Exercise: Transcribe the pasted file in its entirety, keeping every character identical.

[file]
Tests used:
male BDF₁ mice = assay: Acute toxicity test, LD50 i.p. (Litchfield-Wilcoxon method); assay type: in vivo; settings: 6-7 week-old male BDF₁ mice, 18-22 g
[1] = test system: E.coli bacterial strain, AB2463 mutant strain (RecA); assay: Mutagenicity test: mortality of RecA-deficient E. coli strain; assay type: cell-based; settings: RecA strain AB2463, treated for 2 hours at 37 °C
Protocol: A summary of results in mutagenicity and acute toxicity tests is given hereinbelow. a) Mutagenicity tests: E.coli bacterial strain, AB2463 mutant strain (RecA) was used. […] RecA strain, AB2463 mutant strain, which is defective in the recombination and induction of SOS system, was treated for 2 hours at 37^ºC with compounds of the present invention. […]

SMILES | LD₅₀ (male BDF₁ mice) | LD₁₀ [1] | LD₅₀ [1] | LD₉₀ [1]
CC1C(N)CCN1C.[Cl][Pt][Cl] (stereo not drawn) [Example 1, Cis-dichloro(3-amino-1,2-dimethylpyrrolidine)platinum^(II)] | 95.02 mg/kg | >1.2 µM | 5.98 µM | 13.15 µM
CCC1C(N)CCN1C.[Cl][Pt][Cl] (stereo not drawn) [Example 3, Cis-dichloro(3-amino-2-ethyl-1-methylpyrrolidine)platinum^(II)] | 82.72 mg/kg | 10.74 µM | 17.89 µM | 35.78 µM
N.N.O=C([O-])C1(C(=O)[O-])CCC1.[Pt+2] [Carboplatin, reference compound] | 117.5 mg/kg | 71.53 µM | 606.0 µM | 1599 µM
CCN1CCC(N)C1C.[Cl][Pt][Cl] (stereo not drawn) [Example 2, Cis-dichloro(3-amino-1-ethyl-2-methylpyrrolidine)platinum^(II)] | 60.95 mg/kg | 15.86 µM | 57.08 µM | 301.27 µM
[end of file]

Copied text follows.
Tests used:
male BDF₁ mice = assay: Acute toxicity test, LD50 i.p. (Litchfield-Wilcoxon method); assay type: in vivo; settings: 6-7 week-old male BDF₁ mice, 18-22 g
[1] = test system: E.coli bacterial strain, AB2463 mutant strain (RecA); assay: Mutagenicity test: mortality of RecA-deficient E. coli strain; assay type: cell-based; settings: RecA strain AB2463, treated for 2 hours at 37 °C
Protocol: A summary of results in mutagenicity and acute toxicity tests is given hereinbelow. a) Mutagenicity tests: E.coli bacterial strain, AB2463 mutant strain (RecA) was used. […] RecA strain, AB2463 mutant strain, which is defective in the recombination and induction of SOS system, was treated for 2 hours at 37^ºC with compounds of the present invention. […]

SMILES | LD₅₀ (male BDF₁ mice) | LD₁₀ [1] | LD₅₀ [1] | LD₉₀ [1]
CC1C(N)CCN1C.[Cl][Pt][Cl] (stereo not drawn) [Example 1, Cis-dichloro(3-amino-1,2-dimethylpyrrolidine)platinum^(II)] | 95.02 mg/kg | >1.2 µM | 5.98 µM | 13.15 µM
CCC1C(N)CCN1C.[Cl][Pt][Cl] (stereo not drawn) [Example 3, Cis-dichloro(3-amino-2-ethyl-1-methylpyrrolidine)platinum^(II)] | 82.72 mg/kg | 10.74 µM | 17.89 µM | 35.78 µM
N.N.O=C([O-])C1(C(=O)[O-])CCC1.[Pt+2] [Carboplatin, reference compound] | 117.5 mg/kg | 71.53 µM | 606.0 µM | 1599 µM
CCN1CCC(N)C1C.[Cl][Pt][Cl] (stereo not drawn) [Example 2, Cis-dichloro(3-amino-1-ethyl-2-methylpyrrolidine)platinum^(II)] | 60.95 mg/kg | 15.86 µM | 57.08 µM | 301.27 µM